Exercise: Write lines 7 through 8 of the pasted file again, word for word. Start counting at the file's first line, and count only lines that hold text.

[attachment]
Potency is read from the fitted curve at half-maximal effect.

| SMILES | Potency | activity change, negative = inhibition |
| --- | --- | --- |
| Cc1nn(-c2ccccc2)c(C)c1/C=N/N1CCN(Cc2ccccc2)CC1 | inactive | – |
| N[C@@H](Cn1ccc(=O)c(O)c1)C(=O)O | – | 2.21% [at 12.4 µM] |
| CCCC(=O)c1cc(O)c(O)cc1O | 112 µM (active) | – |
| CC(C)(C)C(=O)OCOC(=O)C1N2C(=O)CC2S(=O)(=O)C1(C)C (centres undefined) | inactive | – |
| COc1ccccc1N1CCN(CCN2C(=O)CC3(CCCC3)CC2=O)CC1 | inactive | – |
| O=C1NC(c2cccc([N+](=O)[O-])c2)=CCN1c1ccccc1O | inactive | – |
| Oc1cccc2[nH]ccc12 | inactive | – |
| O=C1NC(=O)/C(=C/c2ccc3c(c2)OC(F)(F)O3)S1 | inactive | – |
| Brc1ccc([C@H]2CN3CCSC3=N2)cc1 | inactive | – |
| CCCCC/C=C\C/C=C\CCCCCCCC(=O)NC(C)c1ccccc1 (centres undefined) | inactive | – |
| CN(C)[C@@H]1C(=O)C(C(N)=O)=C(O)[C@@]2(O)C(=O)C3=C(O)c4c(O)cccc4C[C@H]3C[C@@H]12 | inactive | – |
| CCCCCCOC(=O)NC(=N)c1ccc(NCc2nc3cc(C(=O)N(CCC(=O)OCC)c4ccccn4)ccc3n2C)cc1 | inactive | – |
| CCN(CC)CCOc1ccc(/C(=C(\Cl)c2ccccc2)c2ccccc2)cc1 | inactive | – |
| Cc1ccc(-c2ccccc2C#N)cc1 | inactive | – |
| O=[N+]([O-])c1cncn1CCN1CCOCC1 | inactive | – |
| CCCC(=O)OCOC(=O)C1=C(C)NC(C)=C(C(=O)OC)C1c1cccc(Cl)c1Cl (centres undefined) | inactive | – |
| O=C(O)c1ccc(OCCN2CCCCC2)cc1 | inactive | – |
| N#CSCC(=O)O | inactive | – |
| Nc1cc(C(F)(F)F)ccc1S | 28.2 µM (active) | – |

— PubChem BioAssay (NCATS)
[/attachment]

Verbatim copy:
| CC(C)(C)C(=O)OCOC(=O)C1N2C(=O)CC2S(=O)(=O)C1(C)C (centres undefined) | inactive | – |
| COc1ccccc1N1CCN(CCN2C(=O)CC3(CCCC3)CC2=O)CC1 | inactive | – |